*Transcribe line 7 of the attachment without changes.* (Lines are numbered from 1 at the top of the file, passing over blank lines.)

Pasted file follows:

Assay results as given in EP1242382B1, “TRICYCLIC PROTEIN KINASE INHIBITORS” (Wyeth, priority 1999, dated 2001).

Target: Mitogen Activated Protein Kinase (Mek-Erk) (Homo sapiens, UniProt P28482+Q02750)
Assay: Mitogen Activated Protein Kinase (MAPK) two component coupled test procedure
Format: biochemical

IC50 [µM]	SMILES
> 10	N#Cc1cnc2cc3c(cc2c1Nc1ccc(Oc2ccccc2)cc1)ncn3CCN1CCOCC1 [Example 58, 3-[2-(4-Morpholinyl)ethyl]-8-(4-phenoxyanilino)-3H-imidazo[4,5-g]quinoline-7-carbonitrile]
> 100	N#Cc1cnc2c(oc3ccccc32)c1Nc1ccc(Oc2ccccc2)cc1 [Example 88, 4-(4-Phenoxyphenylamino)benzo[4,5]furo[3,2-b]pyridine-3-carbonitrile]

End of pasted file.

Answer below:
> 100	N#Cc1cnc2c(oc3ccccc32)c1Nc1ccc(Oc2ccccc2)cc1 [Example 88, 4-(4-Phenoxyphenylamino)benzo[4,5]furo[3,2-b]pyridine-3-carbonitrile]